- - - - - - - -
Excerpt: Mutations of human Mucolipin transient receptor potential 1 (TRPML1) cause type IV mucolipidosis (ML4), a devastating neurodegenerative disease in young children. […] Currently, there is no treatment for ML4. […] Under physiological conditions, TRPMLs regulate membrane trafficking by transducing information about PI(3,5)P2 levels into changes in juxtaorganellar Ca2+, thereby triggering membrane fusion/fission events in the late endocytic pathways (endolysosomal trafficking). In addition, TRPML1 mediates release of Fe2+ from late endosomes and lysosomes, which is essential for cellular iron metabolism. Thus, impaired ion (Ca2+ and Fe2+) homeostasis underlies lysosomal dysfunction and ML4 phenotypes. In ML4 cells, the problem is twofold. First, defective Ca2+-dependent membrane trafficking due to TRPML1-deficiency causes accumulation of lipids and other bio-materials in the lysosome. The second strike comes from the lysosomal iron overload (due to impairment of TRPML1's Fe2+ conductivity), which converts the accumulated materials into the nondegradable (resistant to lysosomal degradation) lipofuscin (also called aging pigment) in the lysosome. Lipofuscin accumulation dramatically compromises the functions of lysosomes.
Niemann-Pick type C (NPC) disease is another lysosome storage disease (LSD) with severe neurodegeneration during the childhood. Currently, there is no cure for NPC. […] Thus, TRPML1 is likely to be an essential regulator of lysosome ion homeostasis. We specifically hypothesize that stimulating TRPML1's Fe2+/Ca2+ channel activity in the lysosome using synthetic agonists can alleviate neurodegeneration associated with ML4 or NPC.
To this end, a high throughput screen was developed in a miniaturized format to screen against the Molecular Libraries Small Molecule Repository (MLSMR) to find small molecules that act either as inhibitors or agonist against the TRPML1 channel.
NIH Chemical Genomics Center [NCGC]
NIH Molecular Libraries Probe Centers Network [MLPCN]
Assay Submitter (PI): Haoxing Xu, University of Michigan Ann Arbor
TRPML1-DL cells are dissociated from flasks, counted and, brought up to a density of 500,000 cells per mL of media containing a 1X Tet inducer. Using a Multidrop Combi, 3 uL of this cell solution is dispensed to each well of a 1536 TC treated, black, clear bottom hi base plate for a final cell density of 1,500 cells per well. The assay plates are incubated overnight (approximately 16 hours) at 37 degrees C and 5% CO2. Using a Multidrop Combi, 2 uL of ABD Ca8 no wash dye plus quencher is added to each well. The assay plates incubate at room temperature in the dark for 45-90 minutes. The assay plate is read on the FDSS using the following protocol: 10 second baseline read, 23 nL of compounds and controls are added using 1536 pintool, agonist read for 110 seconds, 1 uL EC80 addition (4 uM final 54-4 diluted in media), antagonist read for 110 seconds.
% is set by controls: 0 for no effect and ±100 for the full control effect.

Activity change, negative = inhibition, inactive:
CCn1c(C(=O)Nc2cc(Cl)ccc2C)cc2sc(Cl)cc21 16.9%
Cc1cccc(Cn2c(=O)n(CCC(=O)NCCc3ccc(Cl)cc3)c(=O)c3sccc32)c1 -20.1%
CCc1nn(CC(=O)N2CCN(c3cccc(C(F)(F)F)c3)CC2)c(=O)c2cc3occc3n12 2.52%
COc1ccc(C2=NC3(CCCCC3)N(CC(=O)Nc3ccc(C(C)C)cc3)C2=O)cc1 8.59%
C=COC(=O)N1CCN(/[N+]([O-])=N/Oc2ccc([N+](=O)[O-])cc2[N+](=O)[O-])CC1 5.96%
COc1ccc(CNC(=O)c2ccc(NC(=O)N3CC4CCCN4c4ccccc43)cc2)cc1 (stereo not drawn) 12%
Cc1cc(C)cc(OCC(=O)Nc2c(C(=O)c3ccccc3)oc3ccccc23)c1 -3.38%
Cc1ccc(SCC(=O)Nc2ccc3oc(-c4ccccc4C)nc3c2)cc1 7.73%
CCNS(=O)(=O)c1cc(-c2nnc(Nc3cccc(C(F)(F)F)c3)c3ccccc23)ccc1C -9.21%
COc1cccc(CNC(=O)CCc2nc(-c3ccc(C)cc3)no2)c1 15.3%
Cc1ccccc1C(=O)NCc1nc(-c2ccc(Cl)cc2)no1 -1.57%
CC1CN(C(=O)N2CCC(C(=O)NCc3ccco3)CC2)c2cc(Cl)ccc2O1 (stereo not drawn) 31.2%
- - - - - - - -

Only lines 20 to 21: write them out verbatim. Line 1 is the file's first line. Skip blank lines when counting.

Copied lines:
Cc1ccccc1C(=O)NCc1nc(-c2ccc(Cl)cc2)no1 -1.57%
CC1CN(C(=O)N2CCC(C(=O)NCc3ccco3)CC2)c2cc(Cl)ccc2O1 (stereo not drawn) 31.2%